By Pamela Archer Hamlin
On a warm summer morning, I walked into Little Sun People, the renowned Afro-Centric Child Care Center in Bedford Stuyvesant, Brooklyn, with anticipation. Learning from Takiema Bunche-Smith, the visionary behind the “Journey to Nia: Centering Black joy and eradicating anti-Black racism in early childhood” curriculum, had drawn me in. Having previously engaged with her during an online workshop, I was eager for a deeper dive. Equally, the prospect of connecting with Mama Fela Barclift, the driving force behind Little Sun People, added to my enthusiasm.
An Inspiring Setting
What unfolded surpassed expectations. Amidst the open-classroom layout of Little Sun People, a small group of early childhood professionals from across the county convened. The space is adorned with artifacts and the children’s brilliant creations reflecting African heritage and influences from different cultures in Africa, as well as Central and South America, and the Caribbean. The walls bore images of distinguished Black contributors from the past and present, along with vibrant flags and prints. Shelves held a treasure of affirming board books and picture books, accompanied by a musical backdrop—all aligned with the retreat’s purpose and the care of young children.
We delved into the heart of the matter—unraveling anti-Black racism, its historical threads, and implications for all children, but especially Black children. We explored our own racial identities, which are being shaped from as early as six months of age. This catalyzed a discussion on nurturing positive racial identities in the very young, even as this can be met with challenges in the world at large. We confronted the reality that children in America are socialized into anti-Blackness from their earliest moments. Early childhood spaces can serve as sanctuaries, offering a haven of support and affirmation.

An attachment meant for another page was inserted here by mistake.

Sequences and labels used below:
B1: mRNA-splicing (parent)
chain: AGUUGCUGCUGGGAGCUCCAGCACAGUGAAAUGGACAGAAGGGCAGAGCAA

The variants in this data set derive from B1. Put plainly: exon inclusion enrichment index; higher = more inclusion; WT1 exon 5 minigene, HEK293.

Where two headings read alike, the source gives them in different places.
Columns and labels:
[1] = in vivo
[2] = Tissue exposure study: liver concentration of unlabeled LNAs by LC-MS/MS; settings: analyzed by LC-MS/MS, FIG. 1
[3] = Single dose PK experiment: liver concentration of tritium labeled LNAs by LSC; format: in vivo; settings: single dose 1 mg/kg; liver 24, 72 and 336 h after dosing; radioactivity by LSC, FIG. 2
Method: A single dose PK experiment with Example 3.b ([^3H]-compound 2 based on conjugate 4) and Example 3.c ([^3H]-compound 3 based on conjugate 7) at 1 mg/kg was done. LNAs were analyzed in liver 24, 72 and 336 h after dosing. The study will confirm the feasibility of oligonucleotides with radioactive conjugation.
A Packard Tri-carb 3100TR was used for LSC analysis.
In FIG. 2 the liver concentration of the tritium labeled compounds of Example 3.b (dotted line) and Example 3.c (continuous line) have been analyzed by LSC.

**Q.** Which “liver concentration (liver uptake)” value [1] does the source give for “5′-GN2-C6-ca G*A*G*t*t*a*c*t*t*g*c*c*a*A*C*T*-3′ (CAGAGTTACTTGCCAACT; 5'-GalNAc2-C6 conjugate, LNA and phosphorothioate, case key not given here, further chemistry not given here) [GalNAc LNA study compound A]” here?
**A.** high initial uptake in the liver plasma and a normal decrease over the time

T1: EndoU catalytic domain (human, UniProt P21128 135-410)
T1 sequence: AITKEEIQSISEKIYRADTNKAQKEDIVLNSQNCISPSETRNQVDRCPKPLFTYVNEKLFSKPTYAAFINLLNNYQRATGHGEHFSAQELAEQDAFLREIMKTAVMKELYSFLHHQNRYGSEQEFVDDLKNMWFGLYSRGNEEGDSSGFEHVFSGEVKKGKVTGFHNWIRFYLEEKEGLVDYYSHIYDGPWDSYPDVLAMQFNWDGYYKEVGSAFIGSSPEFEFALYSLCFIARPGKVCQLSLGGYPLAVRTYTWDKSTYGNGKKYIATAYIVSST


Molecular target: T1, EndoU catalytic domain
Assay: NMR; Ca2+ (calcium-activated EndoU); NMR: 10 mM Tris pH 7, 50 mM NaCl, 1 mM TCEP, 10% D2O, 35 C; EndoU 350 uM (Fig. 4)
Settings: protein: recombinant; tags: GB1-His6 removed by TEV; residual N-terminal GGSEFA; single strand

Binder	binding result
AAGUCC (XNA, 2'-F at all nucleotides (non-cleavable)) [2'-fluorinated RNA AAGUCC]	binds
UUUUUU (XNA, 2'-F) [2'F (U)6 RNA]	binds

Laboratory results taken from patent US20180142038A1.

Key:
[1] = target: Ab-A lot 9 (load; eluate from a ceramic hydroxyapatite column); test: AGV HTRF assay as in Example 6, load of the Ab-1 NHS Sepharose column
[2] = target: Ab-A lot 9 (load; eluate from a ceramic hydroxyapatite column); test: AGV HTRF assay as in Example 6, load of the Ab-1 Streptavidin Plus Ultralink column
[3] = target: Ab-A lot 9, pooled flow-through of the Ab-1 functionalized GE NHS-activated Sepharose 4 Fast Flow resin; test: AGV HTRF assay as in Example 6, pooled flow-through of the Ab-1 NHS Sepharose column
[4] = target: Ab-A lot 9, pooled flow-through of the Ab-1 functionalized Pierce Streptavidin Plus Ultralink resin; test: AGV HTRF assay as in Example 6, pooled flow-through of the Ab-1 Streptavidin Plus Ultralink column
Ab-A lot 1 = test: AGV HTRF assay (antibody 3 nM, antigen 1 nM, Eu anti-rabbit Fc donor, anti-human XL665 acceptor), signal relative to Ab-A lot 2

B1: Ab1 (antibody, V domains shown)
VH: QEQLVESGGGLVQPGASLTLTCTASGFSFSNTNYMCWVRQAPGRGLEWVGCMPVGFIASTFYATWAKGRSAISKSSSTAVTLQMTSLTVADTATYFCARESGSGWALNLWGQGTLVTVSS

As educators, we need to do the hard work of untangling our own internalized anti-Blackness and recalibrate our perspectives. It was time to reset our beliefs, fully comprehending history’s influence on both the young and ourselves. Armed with this insight, we can shift our mindset and redo our approach, absorb new knowledge, and renew our practices. We can then strive for equity and justice while nurturing the hope within the children we guide. Central to this endeavor is granting them the luxury of free play and positive affirmations, a realm where they can authentically embrace their age and experiences.
Fostering a Brighter Future
In this endeavor, it is essential to recognize that the essence of being a Black child is not a problem. Rather, it is anti-Black racism that is the problem–a problem we are dedicated to eradicating. Our commitment lies in nurturing an environment where Black children can flourish. We endeavor to foster their love for self and others, shaping them as confident and empathetic beings.
A Lasting Impact
I have been in the early childhood field for thirty years. In my current role as Family Literacy Specialist for the Prince George’s County Memorial Library System (MD), I support programming for children aged birth to five, alongside their families and caregivers. The lessons and insights garnered from this retreat will serve as a guide to advocate more effectively for Black children. I am committed to sharing this wisdom with our wonderfully diverse county’s librarians, families, and educators.
Pamela Archer Hamlin is the Family Literacy Specialist for the Prince George’s County Memorial Library System (MD) She possesses a Bachelor’s degree in Psychology from St. Mary’s College of Maryland and completed graduate coursework in Early Childhood Education/Deaf Education from Gallaudet University in Washington, DC. For thirty years, Pam has worked in the early education field as an early childhood educator and administrator, teen parent resource and referral counselor, teacher/child care provider educator, and library associate. As the library system’s Family Literacy Specialist, Pam works for the effective execution of library programs and services in support of children under the age of five and their caregivers. This includes providing brain-based, Every Child Ready to Read-inspired, workshops and coaching to parents, early childhood educators, and librarians on the importance of relationships and play for school/life readiness. She is a firm believer in parents being their child’s first teacher, and in encouraging caregivers in this role. Pam was a member of the Association for Library Service to Children’s (ALSC) 2019 Newbery Book Award Committee, and previously served on their Early Childhood Services and Programs Committee.